In a season when the phrase "family values" has come to mean a very exclusive club indeed, it's refreshing to find an artist whose vision of family is so inclusive it might actually unite disparate groups on the divisive issues he treats: racism, sexism, and homophobia. In Urban Scenes/Creole Dreams, the final installment in a series about New Yorker David Rousseve's Creole grandmother, he and his troupe Reality bring together country and city, the turn of the century and 1992, modern dance and hip-hop, nursery rhymes and work songs, rap and gospel. Rousseve's big, rollicking movement, with lots of contact between the dancers in the form of lifts and carries, can also be surprisingly small, spare, and evocative, especially in the way he uses the dancers' hands. I took my six-year-old daughter and my 60-something parents to a lecture/demonstration of Rousseve's work, and everybody loved it. With original music by Ysaye Barnwell of Sweet Honey in the Rock sung by Chicago's Faith Tabernacle Voices (who also performed in the Goodman's The Gospel at Colonus), Urban Scenes/Creole Dreams promises to be big, boisterous, and warm--a visionary family gathering. This performance is a joint venture between Performing Arts Chicago and the Dance Center of Columbia College. Blackstone Theatre, 60 E. Balbo, Friday and Saturday at 8. $12-$25; call 271-7928 for tickets.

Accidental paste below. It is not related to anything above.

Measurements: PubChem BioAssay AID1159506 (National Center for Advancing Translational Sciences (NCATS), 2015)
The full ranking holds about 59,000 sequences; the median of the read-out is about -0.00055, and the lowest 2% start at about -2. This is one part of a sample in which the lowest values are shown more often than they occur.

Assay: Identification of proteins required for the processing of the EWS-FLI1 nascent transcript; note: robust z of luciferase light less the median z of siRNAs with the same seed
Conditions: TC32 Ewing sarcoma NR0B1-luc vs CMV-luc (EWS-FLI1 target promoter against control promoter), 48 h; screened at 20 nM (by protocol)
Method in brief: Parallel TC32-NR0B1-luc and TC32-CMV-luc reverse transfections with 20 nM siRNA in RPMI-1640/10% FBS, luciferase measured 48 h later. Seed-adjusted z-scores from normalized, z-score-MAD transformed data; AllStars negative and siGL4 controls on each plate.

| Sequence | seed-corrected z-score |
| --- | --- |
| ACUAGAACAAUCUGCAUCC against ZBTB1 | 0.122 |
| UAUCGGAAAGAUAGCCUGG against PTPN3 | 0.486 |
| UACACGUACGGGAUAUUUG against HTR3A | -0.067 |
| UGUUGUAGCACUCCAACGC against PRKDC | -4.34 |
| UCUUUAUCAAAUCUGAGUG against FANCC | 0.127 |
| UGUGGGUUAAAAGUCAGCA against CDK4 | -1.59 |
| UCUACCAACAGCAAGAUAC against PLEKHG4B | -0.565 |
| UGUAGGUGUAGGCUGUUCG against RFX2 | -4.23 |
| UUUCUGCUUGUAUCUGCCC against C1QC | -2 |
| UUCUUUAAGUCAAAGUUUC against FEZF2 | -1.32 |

Art accompanying story in printed newspaper (not available in this archive): photo/Donna McAdam.